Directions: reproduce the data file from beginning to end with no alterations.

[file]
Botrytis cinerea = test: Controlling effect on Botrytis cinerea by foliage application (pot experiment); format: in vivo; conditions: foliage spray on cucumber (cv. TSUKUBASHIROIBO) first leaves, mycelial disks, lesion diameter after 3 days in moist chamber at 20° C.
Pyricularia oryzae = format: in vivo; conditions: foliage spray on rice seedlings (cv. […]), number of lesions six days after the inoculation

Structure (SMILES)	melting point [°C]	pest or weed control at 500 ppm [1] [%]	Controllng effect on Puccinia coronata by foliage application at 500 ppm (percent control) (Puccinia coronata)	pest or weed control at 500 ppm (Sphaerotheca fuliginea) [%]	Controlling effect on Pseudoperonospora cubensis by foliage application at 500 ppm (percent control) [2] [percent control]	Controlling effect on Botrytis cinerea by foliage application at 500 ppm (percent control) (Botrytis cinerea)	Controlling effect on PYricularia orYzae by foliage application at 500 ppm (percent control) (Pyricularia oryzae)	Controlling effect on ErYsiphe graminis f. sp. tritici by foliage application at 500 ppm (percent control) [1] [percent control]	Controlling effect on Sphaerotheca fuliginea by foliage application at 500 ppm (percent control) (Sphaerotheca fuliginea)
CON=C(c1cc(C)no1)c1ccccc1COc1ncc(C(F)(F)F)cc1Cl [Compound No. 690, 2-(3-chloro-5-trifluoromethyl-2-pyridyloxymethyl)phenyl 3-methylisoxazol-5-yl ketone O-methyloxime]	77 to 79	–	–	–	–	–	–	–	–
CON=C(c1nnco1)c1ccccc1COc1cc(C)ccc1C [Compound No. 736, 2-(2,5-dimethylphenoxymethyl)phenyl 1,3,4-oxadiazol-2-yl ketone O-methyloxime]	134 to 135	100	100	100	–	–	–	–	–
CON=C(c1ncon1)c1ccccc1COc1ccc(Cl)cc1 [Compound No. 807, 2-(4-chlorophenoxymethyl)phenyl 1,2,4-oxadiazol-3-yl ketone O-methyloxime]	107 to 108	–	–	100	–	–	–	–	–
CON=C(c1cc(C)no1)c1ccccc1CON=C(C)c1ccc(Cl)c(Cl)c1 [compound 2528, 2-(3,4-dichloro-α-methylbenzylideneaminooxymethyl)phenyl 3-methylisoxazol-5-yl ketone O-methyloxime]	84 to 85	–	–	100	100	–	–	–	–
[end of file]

Botrytis cinerea = test: Controlling effect on Botrytis cinerea by foliage application (pot experiment); format: in vivo; conditions: foliage spray on cucumber (cv. TSUKUBASHIROIBO) first leaves, mycelial disks, lesion diameter after 3 days in moist chamber at 20° C.
Pyricularia oryzae = format: in vivo; conditions: foliage spray on rice seedlings (cv. […]), number of lesions six days after the inoculation

Structure (SMILES)	melting point [°C]	pest or weed control at 500 ppm [1] [%]	Controllng effect on Puccinia coronata by foliage application at 500 ppm (percent control) (Puccinia coronata)	pest or weed control at 500 ppm (Sphaerotheca fuliginea) [%]	Controlling effect on Pseudoperonospora cubensis by foliage application at 500 ppm (percent control) [2] [percent control]	Controlling effect on Botrytis cinerea by foliage application at 500 ppm (percent control) (Botrytis cinerea)	Controlling effect on PYricularia orYzae by foliage application at 500 ppm (percent control) (Pyricularia oryzae)	Controlling effect on ErYsiphe graminis f. sp. tritici by foliage application at 500 ppm (percent control) [1] [percent control]	Controlling effect on Sphaerotheca fuliginea by foliage application at 500 ppm (percent control) (Sphaerotheca fuliginea)
CON=C(c1cc(C)no1)c1ccccc1COc1ncc(C(F)(F)F)cc1Cl [Compound No. 690, 2-(3-chloro-5-trifluoromethyl-2-pyridyloxymethyl)phenyl 3-methylisoxazol-5-yl ketone O-methyloxime]	77 to 79	–	–	–	–	–	–	–	–
CON=C(c1nnco1)c1ccccc1COc1cc(C)ccc1C [Compound No. 736, 2-(2,5-dimethylphenoxymethyl)phenyl 1,3,4-oxadiazol-2-yl ketone O-methyloxime]	134 to 135	100	100	100	–	–	–	–	–
CON=C(c1ncon1)c1ccccc1COc1ccc(Cl)cc1 [Compound No. 807, 2-(4-chlorophenoxymethyl)phenyl 1,2,4-oxadiazol-3-yl ketone O-methyloxime]	107 to 108	–	–	100	–	–	–	–	–
CON=C(c1cc(C)no1)c1ccccc1CON=C(C)c1ccc(Cl)c(Cl)c1 [compound 2528, 2-(3,4-dichloro-α-methylbenzylideneaminooxymethyl)phenyl 3-methylisoxazol-5-yl ketone O-methyloxime]	84 to 85	–	–	100	100	–	–	–	–